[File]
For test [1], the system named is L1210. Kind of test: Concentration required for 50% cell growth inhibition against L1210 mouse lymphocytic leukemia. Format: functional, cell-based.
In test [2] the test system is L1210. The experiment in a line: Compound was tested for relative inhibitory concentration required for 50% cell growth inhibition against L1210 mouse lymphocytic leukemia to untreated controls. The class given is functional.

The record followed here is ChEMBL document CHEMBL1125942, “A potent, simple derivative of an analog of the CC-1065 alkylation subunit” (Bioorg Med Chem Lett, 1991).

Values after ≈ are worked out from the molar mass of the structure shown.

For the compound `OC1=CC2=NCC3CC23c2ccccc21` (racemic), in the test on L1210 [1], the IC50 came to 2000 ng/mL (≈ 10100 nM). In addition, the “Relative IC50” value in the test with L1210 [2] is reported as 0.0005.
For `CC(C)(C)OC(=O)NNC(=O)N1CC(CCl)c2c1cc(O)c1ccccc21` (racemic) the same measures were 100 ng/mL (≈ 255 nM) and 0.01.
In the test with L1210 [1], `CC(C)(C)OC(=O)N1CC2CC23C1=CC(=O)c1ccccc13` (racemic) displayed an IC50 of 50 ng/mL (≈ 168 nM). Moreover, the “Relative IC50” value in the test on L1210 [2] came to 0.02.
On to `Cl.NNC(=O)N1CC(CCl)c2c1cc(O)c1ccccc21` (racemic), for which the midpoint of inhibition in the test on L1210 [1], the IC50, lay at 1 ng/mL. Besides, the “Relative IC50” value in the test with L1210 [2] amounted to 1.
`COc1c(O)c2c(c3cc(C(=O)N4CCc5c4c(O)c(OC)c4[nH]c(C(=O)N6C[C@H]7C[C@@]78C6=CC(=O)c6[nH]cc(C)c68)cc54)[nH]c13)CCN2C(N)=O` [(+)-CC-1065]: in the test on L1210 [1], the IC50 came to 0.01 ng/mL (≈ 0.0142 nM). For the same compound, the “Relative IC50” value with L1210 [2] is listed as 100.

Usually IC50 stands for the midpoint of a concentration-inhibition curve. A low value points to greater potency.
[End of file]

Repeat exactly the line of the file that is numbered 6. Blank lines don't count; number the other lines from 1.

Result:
For `CC(C)(C)OC(=O)NNC(=O)N1CC(CCl)c2c1cc(O)c1ccccc21` (racemic) the same measures were 100 ng/mL (≈ 255 nM) and 0.01.